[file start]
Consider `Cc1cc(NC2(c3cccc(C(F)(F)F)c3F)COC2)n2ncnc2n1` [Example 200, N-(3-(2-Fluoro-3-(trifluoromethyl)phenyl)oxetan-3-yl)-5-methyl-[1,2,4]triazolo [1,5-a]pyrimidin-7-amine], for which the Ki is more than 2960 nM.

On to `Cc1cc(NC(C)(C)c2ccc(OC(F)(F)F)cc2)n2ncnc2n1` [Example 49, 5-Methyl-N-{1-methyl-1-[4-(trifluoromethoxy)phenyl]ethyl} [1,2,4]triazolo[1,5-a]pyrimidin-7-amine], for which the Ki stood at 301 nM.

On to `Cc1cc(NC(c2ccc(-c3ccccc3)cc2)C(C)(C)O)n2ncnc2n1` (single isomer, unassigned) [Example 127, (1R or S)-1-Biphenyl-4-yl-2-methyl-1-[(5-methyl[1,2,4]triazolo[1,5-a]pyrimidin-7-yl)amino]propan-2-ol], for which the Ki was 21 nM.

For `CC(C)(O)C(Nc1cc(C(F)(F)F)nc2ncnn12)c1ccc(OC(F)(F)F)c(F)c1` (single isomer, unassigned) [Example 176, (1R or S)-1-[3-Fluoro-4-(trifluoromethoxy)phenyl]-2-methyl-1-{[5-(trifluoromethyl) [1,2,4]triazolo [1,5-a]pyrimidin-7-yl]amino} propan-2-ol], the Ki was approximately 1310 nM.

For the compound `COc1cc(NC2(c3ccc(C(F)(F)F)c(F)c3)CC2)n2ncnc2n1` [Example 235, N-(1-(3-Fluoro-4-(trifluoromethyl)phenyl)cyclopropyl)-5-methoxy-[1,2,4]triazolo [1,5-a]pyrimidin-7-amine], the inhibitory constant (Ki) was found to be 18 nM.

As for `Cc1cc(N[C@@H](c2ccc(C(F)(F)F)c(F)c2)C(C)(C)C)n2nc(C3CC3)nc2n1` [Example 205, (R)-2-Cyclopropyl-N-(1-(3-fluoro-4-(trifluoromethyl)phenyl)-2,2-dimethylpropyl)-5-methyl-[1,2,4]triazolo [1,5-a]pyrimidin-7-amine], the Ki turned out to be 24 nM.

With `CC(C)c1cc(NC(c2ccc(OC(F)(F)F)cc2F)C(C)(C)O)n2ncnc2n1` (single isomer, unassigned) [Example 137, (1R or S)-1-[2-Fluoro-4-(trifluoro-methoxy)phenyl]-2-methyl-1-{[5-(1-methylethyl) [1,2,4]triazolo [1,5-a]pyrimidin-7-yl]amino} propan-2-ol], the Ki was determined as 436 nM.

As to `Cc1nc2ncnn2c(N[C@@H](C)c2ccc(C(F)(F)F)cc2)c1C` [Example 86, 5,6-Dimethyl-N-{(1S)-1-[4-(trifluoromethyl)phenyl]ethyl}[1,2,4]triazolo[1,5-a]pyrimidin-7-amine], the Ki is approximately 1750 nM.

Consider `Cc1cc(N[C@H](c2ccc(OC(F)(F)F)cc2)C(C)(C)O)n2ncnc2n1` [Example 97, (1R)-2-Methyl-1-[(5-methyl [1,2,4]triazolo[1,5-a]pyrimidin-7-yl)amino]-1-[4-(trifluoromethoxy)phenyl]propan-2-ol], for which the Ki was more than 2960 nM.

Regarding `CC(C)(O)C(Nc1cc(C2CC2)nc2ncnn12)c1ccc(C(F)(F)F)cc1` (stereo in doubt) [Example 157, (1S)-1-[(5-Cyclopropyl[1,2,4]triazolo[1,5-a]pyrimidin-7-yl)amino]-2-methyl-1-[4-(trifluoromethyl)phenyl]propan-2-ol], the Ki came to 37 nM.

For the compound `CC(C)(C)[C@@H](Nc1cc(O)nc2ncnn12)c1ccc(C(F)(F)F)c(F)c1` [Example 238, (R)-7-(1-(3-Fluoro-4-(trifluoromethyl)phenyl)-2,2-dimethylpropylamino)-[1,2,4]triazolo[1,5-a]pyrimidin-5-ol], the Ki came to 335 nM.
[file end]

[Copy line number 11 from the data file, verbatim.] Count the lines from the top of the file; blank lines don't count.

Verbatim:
For the compound `CC(C)(C)[C@@H](Nc1cc(O)nc2ncnn12)c1ccc(C(F)(F)F)c(F)c1` [Example 238, (R)-7-(1-(3-Fluoro-4-(trifluoromethyl)phenyl)-2,2-dimethylpropylamino)-[1,2,4]triazolo[1,5-a]pyrimidin-5-ol], the Ki came to 335 nM.